The February Daring Bakers challenge was hosted by Mary (The Sour Dough) and Sara (I Like to Cook). After several sweet dessert events, this one featured bread, and not just any bread, but classic French bread à la Julia Child. There were 16 pages of instructions! Well, that’s why we are Daring Bakers – no challenge is too difficult! Well, maybe.
Now, I love making bread, so I felt I was up for the challenge. How hard could it be?
Glad you asked.
After reading the instructions multiple times, I measured and kneaded and proofed. The dough was on the soft, wet side, so that required patience and care. All in all, pretty straightforward. Until I got to the shaping part. This required using a linen towel, saturated with flour, on which I was to place my shaped dough, upside down, for the final rise. After which, I was to flip the risen dough onto a wooden board, slash the tops, then slide those suckers onto a baking sheet. Right. Want to see a grown woman cry? When I flipped, the bread decided to stay firmly on the linen towel. To add insult to injury, they all deflated. So, I stood there, debating my choices: wad everything up and throw it all away or try to salvage something? Oh, it took every nano-ounce of self-control I possessed to keep going. I scraped the deflated bread-like objects off the towel, re-shaped them, and place them on a parchment-lined baking sheet. They were now on their fourth rise, and the oven was good and hot. After about an hour, I decided to bake them. I tried to slash the tops, I really did, but the dough was so soft that not even my sharpest knife would work. I just smeared the dough, deflating them yet again. Last straw, so into the oven they went.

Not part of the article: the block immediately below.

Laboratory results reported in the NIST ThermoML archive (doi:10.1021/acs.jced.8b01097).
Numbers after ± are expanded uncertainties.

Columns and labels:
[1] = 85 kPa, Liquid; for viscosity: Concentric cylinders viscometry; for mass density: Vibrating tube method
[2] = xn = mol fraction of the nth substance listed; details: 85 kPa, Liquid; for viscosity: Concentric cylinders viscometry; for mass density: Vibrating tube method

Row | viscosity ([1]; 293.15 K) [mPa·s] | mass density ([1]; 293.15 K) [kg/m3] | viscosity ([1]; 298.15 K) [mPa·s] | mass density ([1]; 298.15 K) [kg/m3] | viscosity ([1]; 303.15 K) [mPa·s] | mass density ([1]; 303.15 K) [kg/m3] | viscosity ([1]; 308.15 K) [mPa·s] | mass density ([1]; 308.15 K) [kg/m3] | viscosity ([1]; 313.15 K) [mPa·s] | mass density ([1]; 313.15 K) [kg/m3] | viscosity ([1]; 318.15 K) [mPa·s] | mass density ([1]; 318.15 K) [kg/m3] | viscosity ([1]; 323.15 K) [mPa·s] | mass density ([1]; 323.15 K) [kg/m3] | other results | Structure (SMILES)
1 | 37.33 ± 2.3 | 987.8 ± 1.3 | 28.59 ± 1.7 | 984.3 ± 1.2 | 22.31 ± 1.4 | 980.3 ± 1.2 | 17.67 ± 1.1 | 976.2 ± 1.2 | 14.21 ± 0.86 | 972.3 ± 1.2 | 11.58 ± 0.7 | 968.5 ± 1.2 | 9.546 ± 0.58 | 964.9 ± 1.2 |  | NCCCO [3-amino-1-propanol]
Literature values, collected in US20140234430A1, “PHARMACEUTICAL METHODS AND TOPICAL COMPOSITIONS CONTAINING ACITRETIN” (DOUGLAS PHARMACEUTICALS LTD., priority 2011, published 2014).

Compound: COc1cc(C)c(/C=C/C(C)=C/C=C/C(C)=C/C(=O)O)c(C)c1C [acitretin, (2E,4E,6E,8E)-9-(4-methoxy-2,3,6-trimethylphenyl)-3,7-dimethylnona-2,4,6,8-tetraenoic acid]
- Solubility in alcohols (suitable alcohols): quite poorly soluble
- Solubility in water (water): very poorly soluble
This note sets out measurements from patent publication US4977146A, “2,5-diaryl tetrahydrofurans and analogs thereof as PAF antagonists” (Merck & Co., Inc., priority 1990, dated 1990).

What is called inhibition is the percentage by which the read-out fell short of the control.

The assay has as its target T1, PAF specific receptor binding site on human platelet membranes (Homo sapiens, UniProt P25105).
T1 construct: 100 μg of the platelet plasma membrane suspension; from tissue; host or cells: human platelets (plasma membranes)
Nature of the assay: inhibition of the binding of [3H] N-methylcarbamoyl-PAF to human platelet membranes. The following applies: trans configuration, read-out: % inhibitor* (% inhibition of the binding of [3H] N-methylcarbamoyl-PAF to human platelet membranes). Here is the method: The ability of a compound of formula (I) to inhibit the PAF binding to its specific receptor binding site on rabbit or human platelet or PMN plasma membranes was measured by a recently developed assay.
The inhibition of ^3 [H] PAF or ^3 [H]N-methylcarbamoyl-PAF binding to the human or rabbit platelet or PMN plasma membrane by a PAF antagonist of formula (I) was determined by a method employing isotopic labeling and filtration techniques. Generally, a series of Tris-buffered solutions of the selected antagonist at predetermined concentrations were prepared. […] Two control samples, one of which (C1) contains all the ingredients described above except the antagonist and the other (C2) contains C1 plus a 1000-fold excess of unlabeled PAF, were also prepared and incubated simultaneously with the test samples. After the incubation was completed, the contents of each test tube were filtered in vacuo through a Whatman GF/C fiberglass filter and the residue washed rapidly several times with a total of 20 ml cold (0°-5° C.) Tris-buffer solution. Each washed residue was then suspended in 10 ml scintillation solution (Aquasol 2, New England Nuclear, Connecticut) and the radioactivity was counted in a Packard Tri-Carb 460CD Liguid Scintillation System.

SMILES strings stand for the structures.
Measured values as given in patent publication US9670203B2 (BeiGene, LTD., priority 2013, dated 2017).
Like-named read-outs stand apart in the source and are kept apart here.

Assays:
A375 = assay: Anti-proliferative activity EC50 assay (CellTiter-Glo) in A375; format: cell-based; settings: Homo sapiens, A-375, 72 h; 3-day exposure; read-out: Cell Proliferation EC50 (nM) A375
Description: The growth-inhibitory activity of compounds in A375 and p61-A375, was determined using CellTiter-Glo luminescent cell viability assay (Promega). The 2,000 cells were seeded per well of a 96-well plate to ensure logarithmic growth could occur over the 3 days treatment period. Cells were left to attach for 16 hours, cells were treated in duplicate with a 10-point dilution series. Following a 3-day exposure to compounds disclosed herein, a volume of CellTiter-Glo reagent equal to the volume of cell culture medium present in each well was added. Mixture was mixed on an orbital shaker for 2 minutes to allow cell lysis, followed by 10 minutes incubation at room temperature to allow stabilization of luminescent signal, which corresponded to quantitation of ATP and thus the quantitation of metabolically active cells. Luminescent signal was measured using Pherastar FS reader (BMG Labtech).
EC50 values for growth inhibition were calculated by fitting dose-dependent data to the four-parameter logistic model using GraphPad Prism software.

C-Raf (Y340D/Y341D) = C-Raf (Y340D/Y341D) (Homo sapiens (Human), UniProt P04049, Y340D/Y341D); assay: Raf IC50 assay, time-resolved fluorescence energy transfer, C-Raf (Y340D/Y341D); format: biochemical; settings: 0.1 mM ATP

Well, they look nice enough and they actually tasted good. But, I must have been the only one who failed at bread-flipping. Sad but true.
Should I make this recipe again? Am I going to let a French bread recipe defeat me?No. I’m a Daring Baker after all. Onward.
A week later, after some mental recovery, I decided to try again. Only this time, there would be no flour-saturated towel or bread flipping. All proceeded as per plan, and the loaves were shaped and placed directly on the parchment-lined baking sheet. I also changed the water-spritzing times, doing it every 30 seconds for the first few minutes, rather than at 3-minute intervals. By the time the bread has been in the oven for a few minutes, any further steam has minimal effect. The loaves turned out fine, although the baguette-like ones were fairly flat. The taste was wonderful in spite of the shape.
Should I make this recipe again, and try to play with the shape? Oh, why not.
Round Three (yesterday)
Ok. I can breeze through this recipe now with my eyes closed. I’m still not flipping and the dough is still so gooey that my knife just won’t cut it, but other than that all went well. Except for one thing. I forgot to play with the shaping bit. I remembered when I was about to slide them into the oven. By this time, I decided it didn’t matter, so into the oven they went. And, I was able to wait the requisite two hours before eating because of a phone call and a dog walk.
It’s delicious bread, to be sure, with a nice texture. And, even though it takes all day, it’s not that much trouble. But that flipping bit gives me nightmares. But. Must Not Try Again. ; )
If you want to experience an exciting bread-making adventure, you can find the recipe here. And, be sure to visit the 600-plus Daring Bakers and read about their successes.